Raising a glass: 10 women in beer

Gone are the days when ordering a beer might be deemed unfeminine. Today, women are working on the frontline of beer, helping to broaden its appeal and fight unwanted and outdated stereotypes that beer is a “man’s drink”.

for_the_love_of_beerFor many, simply having to point that fact out is frustrating in itself. Of course it’s not only a man’s drink. However the fact is that the industry, at least in modern memory, has been dominated by men, particularly within larger brewing operations. Today, women are becoming increasingly present within the industry, having long played a key, albeit discreet, role in the development of the industry.

In fact it was women who were at the very heart of the beginning of beer, with stone tablets excavated from Mesopotamia suggesting that the majority of ancient brewers were women. The Code of Hammurabi (c.1700 BCE) indicates that “tavern-keepers”, who were likely producing the beer they sold, were women, with the task considered to be a domestic chore.

Egyptian art also depicts women brewing. The Greeks typically viewed wine as a man’s beverage while beer was viewed as effeminate with the Romans inheriting this prejudice. During the Medieval period, women were the primary producers of beer across much of Europe; their roles detailed in literature and civic documents and it was during this period that female brewers picked up the title tag names “brewster”, “alewife” or “brewess”. An alewife, a term used throughout England in the 15th century, is typically “a woman who keeps an alehouse”, but the term “brewster” was interchangeable and commonly referred to any woman who brewed and sold ale. As brewing became an increasingly professional and less domestic duty, brewsters began to disappear through the 17th and into the 18th century.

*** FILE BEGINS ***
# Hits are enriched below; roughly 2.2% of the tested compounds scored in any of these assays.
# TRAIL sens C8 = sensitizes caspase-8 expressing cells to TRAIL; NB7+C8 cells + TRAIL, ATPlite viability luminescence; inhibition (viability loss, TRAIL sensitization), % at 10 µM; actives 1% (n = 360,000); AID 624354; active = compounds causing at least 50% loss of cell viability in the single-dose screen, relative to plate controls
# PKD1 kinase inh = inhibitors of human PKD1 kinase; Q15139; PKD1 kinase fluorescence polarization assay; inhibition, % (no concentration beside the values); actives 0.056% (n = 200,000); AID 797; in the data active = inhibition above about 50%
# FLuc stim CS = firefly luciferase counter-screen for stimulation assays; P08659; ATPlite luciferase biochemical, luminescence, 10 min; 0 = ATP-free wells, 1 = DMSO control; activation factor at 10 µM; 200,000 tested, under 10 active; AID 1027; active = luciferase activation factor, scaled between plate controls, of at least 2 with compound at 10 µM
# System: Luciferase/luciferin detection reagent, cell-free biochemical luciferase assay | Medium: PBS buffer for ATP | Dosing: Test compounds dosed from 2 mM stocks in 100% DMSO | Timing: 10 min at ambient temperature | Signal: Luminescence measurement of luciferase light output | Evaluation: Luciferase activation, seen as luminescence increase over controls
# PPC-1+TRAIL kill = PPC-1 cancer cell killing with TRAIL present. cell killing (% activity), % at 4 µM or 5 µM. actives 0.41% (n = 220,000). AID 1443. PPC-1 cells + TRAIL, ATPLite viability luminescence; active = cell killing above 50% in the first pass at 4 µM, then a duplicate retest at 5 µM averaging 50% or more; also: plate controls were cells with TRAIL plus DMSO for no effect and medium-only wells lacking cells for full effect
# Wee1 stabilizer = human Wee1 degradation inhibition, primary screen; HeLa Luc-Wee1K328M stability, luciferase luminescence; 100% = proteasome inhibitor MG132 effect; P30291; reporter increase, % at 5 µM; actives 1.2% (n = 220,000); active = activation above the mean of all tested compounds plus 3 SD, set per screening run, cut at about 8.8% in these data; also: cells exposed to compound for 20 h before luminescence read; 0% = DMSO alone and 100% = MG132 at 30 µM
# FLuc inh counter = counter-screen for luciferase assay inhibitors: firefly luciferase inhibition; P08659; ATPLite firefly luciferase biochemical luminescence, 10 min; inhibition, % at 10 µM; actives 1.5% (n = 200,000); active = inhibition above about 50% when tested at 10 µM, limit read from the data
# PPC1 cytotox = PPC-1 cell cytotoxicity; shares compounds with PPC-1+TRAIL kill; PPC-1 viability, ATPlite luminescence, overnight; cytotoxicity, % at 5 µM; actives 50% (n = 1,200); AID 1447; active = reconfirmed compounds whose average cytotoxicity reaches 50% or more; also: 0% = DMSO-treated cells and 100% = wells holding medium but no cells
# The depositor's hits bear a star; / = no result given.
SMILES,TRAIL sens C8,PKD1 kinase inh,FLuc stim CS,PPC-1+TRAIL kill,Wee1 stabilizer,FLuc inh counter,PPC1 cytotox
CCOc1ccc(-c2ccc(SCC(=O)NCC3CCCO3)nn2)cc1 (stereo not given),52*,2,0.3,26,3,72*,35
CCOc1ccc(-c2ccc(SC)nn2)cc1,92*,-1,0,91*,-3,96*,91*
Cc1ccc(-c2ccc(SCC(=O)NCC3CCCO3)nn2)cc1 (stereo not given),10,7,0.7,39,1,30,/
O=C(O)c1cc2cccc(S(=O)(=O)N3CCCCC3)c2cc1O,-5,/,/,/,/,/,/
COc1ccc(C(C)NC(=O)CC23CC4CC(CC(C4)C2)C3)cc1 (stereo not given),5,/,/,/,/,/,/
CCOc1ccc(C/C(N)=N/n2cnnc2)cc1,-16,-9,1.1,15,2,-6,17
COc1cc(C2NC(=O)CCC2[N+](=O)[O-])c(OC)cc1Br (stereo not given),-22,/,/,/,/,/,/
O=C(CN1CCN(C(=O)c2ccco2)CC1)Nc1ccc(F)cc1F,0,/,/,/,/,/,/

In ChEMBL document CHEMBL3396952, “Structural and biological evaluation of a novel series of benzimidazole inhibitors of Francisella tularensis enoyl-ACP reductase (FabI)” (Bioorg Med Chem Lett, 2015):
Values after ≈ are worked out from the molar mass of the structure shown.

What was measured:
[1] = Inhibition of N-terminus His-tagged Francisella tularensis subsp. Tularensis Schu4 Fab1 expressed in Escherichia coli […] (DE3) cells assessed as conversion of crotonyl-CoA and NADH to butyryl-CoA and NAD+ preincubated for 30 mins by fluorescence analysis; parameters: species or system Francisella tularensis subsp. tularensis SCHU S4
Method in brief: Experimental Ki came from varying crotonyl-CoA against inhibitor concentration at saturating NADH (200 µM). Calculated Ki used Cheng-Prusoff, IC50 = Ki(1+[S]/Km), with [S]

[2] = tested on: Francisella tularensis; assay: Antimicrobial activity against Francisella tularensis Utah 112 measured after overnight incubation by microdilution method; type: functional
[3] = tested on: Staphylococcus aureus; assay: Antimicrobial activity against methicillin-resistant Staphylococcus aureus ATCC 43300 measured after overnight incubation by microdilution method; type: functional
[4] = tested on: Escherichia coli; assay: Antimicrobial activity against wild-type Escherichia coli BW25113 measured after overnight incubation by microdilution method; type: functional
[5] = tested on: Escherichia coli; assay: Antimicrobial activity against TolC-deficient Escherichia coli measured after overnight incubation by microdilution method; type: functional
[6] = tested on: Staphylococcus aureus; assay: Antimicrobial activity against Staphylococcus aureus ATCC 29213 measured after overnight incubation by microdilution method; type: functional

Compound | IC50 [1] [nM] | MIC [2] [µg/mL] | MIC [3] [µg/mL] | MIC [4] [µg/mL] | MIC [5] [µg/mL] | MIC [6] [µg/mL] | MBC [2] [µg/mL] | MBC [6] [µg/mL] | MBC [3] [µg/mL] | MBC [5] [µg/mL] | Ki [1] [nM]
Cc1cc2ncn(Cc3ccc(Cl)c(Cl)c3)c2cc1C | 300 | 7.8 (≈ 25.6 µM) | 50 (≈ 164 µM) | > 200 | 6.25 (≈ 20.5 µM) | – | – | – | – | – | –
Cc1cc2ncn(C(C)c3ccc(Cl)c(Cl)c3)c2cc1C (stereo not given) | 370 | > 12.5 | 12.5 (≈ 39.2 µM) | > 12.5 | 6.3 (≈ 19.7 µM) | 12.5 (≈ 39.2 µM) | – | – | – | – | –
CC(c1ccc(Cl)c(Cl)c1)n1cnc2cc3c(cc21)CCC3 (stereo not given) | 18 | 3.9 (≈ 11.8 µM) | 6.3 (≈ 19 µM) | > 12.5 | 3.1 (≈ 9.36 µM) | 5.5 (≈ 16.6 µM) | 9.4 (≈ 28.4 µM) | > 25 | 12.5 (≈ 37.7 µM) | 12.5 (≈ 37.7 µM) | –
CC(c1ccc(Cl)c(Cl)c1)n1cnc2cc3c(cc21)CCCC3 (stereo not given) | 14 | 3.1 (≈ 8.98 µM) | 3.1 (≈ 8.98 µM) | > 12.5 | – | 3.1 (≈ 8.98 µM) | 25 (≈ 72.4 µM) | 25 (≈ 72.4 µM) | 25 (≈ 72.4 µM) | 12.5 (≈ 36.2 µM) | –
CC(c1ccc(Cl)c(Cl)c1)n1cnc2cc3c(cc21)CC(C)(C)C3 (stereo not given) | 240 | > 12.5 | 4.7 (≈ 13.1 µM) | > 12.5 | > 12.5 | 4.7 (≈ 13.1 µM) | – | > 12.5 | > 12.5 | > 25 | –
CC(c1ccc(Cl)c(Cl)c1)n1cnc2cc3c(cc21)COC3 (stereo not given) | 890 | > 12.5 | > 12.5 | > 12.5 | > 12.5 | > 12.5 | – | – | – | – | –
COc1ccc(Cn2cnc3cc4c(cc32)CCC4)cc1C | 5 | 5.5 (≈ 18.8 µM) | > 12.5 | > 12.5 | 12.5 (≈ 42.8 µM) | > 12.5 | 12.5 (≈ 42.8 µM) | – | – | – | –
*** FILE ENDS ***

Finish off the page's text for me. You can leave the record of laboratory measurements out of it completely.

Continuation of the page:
Today that trend is, thankfully, once again in reverse with women taking the helm of a number of breweries and top positions within the industry. While the following list is not extensive, it serves to give an insight into the growing number of women working within the beer industry, and those that shaped its beginnings.
Click through for a look at some of the women in history that have helped shaped the world of beer, as well as a selection of the women working on the front line of beer brewing and branding today. 
Women turn out in large numbers, some carrying placards reading "We want beer," for the anti prohibition parade and demonstration in Newark, N.J., Oct. 28, 1932. More than 20,000 people took part in the mass demad for the repeal of the 18th Ammendment. (AP Photo)

Women taking part in the anti prohibition parade in Newark, New Jersey, in 1932.

2 Responses to “Raising a glass: 10 women in beer”

  1. Jaco Hamilton-Attwell says:

    I think you missed an important one: Frieda Dehrmann from SAB/Inbev. She was SAB’s Consumer Science and Sensory Manager, but has since moved up the ladder to a position in SABMiller UK, but I am not sure what her new title is.

  2. “it was a German nun in the early 17th century that was the first to discover that adding hops to beer radically increased its shelf life” Even ignoring “early in the 17th century” when you mean “some time in the 12th century” this is total nonsense: there is no evidence whatsoever that Hildegarde was the first person to discover this. She was the first person known to have written about it: but that’s a very different matter. And in any case, you don’t increase the shelf life of beer merely by adding hops to it: you have to boil the hops in the wort for it to work.

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